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Concrete activities

Something for something

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What?

Something for something (Trade-off), is an activity that embraces the principle that you can't always have everything. Sometimes you have to enter into a trade with other groups to come to an agreement on what can be done and for whom.

Why?

When we need to come to an agreement, even if it comes at the cost of something.

How?

What is proposed here is a negotiation process. Keep in mind that when negotiating, both the 'deal' and the relationship must be taken care of.

 

Each party must keep an eye on whether one affects the relationship negatively by demanding too much from the other.

Invite stakeholders and individuals with a mandate into a room and make it clear where your limitations are and then invite a discussion about which decisions should come first.

Remember to discuss the consequences for others of the negotiation result.

Who?

It can potentially be a sensitive topic for some groups to negotiate, and may require facilitation by someone who is impartial to the matter.

Compromises

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What?

An activity where two groups undertake to support each other's goals through mutual negotiation. Important things are 'traded' for each group, but under a common intention to want something more with each other.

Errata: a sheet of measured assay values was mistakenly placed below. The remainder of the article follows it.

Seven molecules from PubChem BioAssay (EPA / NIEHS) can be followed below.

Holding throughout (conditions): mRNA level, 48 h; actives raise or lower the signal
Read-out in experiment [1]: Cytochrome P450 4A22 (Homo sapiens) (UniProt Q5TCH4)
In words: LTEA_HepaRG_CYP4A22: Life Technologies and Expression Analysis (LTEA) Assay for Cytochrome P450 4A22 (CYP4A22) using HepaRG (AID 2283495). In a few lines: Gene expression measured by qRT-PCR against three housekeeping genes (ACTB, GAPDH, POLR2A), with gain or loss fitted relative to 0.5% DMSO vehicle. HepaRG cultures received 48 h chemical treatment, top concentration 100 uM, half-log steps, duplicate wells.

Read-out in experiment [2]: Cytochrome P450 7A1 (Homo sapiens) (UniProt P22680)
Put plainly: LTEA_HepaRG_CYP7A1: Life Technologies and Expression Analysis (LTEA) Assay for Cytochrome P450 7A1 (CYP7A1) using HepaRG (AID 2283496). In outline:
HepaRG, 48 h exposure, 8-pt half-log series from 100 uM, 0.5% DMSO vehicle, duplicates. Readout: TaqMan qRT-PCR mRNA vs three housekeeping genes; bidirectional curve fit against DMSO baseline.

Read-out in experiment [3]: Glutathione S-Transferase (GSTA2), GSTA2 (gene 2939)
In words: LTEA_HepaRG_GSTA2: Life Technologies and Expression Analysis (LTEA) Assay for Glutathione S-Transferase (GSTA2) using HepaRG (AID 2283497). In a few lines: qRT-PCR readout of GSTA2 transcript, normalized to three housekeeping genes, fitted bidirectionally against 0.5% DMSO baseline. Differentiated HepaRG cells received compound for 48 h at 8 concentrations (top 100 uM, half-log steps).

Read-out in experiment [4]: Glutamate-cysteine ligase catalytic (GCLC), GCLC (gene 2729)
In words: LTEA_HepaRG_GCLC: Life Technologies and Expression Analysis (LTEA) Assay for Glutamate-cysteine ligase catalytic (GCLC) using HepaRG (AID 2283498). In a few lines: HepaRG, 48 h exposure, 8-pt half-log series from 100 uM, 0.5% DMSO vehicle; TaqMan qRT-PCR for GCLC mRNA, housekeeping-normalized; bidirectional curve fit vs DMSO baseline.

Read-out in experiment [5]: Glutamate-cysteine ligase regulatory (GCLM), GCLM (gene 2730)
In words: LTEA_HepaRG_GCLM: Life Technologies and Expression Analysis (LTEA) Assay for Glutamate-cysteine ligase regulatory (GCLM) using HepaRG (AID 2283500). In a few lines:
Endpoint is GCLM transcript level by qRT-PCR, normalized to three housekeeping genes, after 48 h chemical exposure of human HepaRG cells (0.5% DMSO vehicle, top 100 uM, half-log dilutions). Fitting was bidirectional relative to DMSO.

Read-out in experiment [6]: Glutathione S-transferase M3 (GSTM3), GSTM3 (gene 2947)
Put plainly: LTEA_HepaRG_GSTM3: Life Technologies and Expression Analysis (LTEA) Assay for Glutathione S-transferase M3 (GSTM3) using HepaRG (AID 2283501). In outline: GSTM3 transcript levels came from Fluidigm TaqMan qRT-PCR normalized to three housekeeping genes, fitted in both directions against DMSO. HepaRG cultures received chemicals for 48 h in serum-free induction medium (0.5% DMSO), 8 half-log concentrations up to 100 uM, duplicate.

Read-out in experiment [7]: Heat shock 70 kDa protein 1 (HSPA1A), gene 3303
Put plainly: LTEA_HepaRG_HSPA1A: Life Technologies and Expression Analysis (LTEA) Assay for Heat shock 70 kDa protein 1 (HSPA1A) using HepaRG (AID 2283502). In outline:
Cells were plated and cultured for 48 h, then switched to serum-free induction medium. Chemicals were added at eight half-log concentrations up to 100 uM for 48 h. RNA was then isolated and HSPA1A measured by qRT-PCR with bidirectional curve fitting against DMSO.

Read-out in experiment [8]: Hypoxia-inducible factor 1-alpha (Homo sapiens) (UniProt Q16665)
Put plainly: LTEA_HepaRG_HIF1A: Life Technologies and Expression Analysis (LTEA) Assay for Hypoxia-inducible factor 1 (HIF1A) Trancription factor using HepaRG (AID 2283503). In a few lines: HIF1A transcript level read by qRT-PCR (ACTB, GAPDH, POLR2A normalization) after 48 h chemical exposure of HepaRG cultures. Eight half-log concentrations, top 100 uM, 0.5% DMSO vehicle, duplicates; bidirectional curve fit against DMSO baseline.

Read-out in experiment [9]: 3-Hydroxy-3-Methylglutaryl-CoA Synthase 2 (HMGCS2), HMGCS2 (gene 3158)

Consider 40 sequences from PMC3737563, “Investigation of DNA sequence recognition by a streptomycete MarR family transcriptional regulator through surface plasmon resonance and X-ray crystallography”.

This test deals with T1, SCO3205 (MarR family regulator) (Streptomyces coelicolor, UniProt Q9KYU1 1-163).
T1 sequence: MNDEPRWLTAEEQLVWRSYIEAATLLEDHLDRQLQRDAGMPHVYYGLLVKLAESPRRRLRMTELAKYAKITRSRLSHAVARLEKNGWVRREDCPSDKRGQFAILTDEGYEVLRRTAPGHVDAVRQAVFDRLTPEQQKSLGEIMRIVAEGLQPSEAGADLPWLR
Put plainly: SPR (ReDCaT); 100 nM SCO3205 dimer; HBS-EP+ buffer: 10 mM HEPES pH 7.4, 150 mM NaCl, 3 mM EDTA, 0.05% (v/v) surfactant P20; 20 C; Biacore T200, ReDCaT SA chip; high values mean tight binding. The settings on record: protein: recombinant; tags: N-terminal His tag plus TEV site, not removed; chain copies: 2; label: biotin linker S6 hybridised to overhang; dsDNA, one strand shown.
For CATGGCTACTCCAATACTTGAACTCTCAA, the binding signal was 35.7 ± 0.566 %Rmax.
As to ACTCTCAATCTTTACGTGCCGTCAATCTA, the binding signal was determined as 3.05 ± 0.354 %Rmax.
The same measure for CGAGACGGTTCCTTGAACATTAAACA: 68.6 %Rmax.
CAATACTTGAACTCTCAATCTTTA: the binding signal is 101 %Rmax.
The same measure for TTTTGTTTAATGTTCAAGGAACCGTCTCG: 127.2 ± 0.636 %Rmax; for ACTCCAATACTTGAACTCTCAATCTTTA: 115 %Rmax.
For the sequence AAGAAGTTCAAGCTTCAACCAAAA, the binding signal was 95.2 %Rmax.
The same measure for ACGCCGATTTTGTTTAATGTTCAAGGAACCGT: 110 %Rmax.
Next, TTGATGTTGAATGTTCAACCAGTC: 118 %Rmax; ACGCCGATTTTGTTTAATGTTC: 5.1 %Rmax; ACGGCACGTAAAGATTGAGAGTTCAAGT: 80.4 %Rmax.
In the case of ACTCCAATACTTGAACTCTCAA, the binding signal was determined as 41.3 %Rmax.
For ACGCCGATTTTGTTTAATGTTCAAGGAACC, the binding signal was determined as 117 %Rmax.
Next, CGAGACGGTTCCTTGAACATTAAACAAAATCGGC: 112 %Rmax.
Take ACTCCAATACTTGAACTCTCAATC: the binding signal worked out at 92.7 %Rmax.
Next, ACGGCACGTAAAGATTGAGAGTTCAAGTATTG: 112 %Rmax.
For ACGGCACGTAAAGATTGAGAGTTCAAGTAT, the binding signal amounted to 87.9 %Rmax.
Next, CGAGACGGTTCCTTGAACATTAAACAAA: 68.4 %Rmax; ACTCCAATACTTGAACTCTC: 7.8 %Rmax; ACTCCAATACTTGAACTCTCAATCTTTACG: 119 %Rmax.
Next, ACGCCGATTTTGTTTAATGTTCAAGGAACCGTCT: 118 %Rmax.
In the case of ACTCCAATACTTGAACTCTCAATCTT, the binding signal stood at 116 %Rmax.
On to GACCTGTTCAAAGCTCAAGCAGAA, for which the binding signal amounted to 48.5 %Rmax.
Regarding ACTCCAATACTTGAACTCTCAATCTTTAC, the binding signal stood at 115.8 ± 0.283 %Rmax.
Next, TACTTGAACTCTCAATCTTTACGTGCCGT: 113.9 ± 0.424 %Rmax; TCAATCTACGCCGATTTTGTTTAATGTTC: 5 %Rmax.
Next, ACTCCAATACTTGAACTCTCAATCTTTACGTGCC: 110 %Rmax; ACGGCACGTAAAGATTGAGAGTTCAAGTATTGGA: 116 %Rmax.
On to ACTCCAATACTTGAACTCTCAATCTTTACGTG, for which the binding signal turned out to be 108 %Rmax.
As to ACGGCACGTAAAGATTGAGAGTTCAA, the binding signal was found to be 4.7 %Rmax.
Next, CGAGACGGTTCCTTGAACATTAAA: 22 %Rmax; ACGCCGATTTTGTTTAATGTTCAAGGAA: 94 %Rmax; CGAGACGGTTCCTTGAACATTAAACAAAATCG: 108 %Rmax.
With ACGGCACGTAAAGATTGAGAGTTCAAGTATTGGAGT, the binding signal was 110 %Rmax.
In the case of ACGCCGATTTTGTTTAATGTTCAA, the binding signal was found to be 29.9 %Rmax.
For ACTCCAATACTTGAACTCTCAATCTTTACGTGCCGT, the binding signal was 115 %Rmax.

Why?

When we need to close a deal.

 

To create a common understanding of the goal and coordinate the way to get there together.

How?

First agree in your own group to enter the negotiations. Discuss what you are willing to 'give up' to get the other group to support your goals. Arrange a meeting with the other group to discuss what 'deals' you can make. Agree to evaluate the solution after a while.

 

By putting the partners together, there is an opportunity for e.g. to have a common plan and strategy and to change any processes.

 

When each party is allowed to present its side, knowledge is shared about the goal and stakeholders, as well as a common understanding of the goal and success criteria.

Who?

The activity can be done by anyone in a group (at all organizational levels), but depending on what is at stake, it is recommended to involve local leaders.

 

In addition, it is important to invite common stakeholders into the conversation.

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